Les réfugiés Rohingyas au Bangladesh. © Arnaud Finistre

Bangladesh

Emergency
877,710

Rohingyas have sought refuge in Bangladesh

860,000

Rohingyas live in the Cox’s Bazar camps

52%

of Rohingya refugees are newborns and children

Discrimination and violence: major humanitarian emergencies in Bangladesh

The Rohingya people have experienced decades of systematic discrimination, statelessness and targeted violence in Rakhine State, Myanmar (formerly Burma). Since August 2017, around 744,000 Rohingyas have sought refuge in Cox’s Bazar, southern Bangladesh, fleeing the violence and joining the existing Rohingya communities in the country. There are therefore now over 877,710 Rohingyas refugees in Bangladesh, of whom 860,000 live in the camps of Cox’s Bazar according to the last census.

Almost 877,710 Rohingyas have sought refuge in southern Bangladesh.

The living conditions of Rohingya refugees

The majority of the Rohingya refugees in Bangladesh live in 34 very overcrowded camps, which make up a “mega-camp”. It is currently the largest humanitarian camp in the world. Despite the humanitarian response provided by around a hundred NGOs, the Rohingyas’ situation is still extremely precarious. The number of refugees in Cox’s Bazar has almost tripled, with major impacts on the environment and the livelihoods of the host communities. This situation is further exacerbated by the location in an area prone to natural disasters, such as cyclones, monsoons and landslides.

 

 

A number of attempts have been initiated to return Rohingyas to Myanmar, but they have all been unsuccessful. The future of the world’s most persecuted minority appears more uncertain than ever. Many Rohingya refugees in Bangladesh are worried about their future – they would like to return to Myanmar, but only once the issues around citizenship, security, legal rights and access to services and justice have been resolved.

In the meantime, tensions are growing, both among the refugees in the camps and between the Rohingyas and their host communities. Since 2019, Bangladesh has erected fences around the camps and the Rohingyas no longer have the right to have mobile phones or access to the internet.

 

 

In addition, Bangladesh has been building new infrastructure to accommodate the Rohingyas. The island of Bhasan Char, a silt island formed less than ten years ago, is situated more than three hours by boat from the mainland. The island is regularly beset by storms and flooding. In December 2020, around 3,700 people were relocated there, despite the fact that the United Nations hadn’t yet been able to carry out a needs assessment or view the facilities available on the island.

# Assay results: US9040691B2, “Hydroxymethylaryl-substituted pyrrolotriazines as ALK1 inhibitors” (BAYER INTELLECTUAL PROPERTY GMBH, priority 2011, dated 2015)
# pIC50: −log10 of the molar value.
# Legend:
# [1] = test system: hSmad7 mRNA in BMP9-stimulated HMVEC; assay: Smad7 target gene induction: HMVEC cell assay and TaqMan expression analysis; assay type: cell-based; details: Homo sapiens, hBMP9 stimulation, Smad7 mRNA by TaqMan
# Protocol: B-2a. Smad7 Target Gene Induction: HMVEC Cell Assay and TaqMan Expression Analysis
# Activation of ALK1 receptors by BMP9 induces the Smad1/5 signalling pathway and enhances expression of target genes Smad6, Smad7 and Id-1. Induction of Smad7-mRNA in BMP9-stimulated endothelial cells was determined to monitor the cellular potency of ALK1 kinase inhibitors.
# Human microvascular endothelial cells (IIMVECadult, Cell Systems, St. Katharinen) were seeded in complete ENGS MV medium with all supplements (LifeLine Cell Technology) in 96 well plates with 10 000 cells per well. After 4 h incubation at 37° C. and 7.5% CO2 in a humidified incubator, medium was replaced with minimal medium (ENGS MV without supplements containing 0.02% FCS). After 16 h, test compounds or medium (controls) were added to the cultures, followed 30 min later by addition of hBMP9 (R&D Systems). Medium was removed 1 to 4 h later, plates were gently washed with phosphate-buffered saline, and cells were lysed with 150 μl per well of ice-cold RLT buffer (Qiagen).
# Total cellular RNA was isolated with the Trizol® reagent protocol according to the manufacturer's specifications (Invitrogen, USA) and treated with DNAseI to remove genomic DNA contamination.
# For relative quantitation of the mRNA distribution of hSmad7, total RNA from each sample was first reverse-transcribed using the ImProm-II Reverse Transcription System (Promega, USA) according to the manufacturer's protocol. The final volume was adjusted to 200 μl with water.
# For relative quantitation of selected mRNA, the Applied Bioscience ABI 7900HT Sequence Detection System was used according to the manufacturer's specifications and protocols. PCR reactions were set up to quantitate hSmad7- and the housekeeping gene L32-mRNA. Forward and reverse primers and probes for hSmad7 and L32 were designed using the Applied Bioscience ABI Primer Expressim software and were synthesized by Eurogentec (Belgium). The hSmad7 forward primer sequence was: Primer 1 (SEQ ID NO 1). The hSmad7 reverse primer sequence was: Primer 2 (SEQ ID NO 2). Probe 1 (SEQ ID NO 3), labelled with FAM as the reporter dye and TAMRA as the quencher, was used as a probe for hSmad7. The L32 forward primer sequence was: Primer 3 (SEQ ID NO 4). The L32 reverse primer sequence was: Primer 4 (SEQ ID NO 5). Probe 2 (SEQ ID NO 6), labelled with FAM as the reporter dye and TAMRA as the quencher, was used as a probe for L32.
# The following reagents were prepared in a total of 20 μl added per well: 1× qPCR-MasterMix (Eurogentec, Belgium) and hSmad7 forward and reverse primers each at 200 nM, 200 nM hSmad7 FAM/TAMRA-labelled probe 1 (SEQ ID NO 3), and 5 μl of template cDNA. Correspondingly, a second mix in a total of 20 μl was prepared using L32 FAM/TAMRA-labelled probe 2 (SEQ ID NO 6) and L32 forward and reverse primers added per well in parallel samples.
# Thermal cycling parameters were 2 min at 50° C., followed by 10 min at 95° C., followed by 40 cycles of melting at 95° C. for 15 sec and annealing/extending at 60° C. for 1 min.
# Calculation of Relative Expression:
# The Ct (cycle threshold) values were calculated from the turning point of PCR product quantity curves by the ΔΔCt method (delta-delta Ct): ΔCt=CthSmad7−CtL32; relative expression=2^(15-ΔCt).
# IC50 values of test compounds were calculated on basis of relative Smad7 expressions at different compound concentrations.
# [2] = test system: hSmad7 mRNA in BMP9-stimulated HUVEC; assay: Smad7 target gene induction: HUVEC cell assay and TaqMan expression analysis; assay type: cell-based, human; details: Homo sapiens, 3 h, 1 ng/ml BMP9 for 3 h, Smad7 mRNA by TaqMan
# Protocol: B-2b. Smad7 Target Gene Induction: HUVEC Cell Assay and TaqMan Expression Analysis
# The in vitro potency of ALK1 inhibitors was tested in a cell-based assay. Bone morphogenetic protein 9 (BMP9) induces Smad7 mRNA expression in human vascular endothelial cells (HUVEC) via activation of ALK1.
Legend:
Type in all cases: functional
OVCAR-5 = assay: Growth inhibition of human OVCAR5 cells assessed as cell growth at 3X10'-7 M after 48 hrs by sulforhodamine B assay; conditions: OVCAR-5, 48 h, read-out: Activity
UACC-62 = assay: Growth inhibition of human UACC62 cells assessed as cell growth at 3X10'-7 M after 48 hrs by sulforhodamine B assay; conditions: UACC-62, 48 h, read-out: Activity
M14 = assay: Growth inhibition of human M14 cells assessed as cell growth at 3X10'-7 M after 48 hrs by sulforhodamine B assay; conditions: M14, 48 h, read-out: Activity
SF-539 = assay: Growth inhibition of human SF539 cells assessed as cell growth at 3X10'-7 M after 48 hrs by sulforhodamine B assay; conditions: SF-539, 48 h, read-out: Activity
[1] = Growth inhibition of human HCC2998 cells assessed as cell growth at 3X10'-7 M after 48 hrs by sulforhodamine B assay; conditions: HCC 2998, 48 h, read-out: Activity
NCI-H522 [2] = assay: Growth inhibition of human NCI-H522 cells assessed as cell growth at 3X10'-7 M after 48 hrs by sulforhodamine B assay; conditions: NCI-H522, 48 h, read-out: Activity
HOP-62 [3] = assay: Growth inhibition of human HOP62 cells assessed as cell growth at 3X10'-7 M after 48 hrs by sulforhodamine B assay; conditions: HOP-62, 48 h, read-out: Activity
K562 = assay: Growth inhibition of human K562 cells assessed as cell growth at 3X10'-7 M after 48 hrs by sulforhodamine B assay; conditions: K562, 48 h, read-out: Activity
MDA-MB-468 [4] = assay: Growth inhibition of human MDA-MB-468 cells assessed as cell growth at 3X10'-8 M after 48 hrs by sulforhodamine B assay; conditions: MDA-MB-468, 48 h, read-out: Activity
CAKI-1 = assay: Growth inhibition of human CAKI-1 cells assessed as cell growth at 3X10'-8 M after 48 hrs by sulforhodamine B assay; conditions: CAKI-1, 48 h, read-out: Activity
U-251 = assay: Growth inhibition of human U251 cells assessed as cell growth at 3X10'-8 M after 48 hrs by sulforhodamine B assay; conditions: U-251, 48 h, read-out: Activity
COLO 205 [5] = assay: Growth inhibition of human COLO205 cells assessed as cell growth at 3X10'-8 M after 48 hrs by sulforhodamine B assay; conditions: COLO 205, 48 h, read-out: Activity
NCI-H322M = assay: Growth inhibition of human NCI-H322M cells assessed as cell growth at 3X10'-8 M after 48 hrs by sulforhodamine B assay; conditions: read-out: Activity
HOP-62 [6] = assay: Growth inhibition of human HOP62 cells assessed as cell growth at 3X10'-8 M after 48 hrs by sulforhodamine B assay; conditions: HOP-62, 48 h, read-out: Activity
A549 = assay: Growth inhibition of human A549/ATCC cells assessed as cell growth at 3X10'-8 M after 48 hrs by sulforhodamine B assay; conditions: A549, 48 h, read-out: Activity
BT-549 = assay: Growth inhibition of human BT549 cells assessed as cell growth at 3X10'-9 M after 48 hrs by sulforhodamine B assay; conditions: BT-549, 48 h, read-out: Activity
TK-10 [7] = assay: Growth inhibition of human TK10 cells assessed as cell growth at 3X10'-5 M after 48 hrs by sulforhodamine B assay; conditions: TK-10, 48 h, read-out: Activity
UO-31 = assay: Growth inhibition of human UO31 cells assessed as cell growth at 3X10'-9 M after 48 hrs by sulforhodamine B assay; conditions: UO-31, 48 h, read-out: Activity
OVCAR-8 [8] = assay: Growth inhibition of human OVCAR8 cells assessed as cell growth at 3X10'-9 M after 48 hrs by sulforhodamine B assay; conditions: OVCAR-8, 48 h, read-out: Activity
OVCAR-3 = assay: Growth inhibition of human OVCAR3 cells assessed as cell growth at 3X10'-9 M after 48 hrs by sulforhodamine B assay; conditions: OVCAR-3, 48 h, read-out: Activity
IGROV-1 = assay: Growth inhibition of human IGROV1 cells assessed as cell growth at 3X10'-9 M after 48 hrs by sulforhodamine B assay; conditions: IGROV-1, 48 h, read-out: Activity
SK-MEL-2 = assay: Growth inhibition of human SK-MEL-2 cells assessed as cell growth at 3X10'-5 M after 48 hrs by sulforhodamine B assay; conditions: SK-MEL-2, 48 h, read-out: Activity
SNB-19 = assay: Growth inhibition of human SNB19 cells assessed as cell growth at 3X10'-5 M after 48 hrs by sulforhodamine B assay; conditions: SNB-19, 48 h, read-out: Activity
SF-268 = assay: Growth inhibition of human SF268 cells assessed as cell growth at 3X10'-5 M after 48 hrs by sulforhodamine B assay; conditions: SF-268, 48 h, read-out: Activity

Finally, the Covid-19 pandemic turned people’s everyday lives upside down: movement restrictions within the camps and lockdown measures in the Cox’s Bazar region throughout the summer exacerbated inequalities and gender-based violence and disrupted access to essential services.

 

Environ 60 000 enfants devraient naître dans les camps au cours de l’année 2018. © Arnaud Finistre
Environ 60 000 enfants devraient naître dans les camps au cours de l’année 2018. © Arnaud Finistre

Our humanitarian support in Bangladesh

Improving physical and psychosocial wellbeing in Cox’s Bazar

Médecins du Monde has been working in Bangladesh since 2017, providing capacity-building support to local organisations with the aim of improving access to mental health and psychosocial support services and offering better support to people who have experienced gender-based violence.

The humanitarian activities developed by Médecins du Monde in Bangladesh include tools and good practice guidance to facilitate a better response to the needs of the Rohingyas, many of whom are traumatised by the extreme violence they witnessed and experienced in Myanmar.

Using these tools it has been possible to train staff from a number of organisations working in Cox’s Bazar. MdM and its partners have provided responses to the humanitarian emergencies in Bangladesh by organising large-scale information and awareness-raising campaigns within the camps and for the host communities outside on Covid-19 and protective measures.

 

 

 

 

 

 

In late 2020 two community resource centres were set up. They provide safe, confidential spaces where people can get help to access specialist mental healthcare and psychosocial support, and care is also provided to victims of gender-based violence.

 

In 2020

We :

  • trained 152 members of organisations and NGOs and healthcare staff in providing care and treatment for survivors of gender-based violence and people in need of mental health and psychosocial support
  • developed six tools and good practice guides
  • set up two community resource centres

 

 

 

our institutional support

Budget: €416,000
MdM soutient 4 centres de santé au bénéfice de la population bangladaise. © Arnaud Finistre
MdM soutient 4 centres de santé au bénéfice de la population bangladaise. © Arnaud Finistre

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